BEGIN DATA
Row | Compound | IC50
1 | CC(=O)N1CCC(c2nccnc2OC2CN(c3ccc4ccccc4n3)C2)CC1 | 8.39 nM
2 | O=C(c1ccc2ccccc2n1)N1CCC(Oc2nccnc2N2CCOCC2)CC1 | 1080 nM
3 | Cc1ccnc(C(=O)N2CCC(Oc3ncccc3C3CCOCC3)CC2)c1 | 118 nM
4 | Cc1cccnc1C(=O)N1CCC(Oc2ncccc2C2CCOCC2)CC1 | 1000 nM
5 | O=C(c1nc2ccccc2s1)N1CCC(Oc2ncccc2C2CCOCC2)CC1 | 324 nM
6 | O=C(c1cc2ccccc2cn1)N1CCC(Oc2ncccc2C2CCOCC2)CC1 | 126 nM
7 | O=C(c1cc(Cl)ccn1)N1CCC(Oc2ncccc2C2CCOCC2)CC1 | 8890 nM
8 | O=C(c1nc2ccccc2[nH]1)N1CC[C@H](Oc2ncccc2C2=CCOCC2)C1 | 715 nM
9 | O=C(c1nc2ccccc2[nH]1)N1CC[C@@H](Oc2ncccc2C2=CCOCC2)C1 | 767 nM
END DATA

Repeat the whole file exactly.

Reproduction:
Row | Compound | IC50
1 | CC(=O)N1CCC(c2nccnc2OC2CN(c3ccc4ccccc4n3)C2)CC1 | 8.39 nM
2 | O=C(c1ccc2ccccc2n1)N1CCC(Oc2nccnc2N2CCOCC2)CC1 | 1080 nM
3 | Cc1ccnc(C(=O)N2CCC(Oc3ncccc3C3CCOCC3)CC2)c1 | 118 nM
4 | Cc1cccnc1C(=O)N1CCC(Oc2ncccc2C2CCOCC2)CC1 | 1000 nM
5 | O=C(c1nc2ccccc2s1)N1CCC(Oc2ncccc2C2CCOCC2)CC1 | 324 nM
6 | O=C(c1cc2ccccc2cn1)N1CCC(Oc2ncccc2C2CCOCC2)CC1 | 126 nM
7 | O=C(c1cc(Cl)ccn1)N1CCC(Oc2ncccc2C2CCOCC2)CC1 | 8890 nM
8 | O=C(c1nc2ccccc2[nH]1)N1CC[C@H](Oc2ncccc2C2=CCOCC2)C1 | 715 nM
9 | O=C(c1nc2ccccc2[nH]1)N1CC[C@@H](Oc2ncccc2C2=CCOCC2)C1 | 767 nM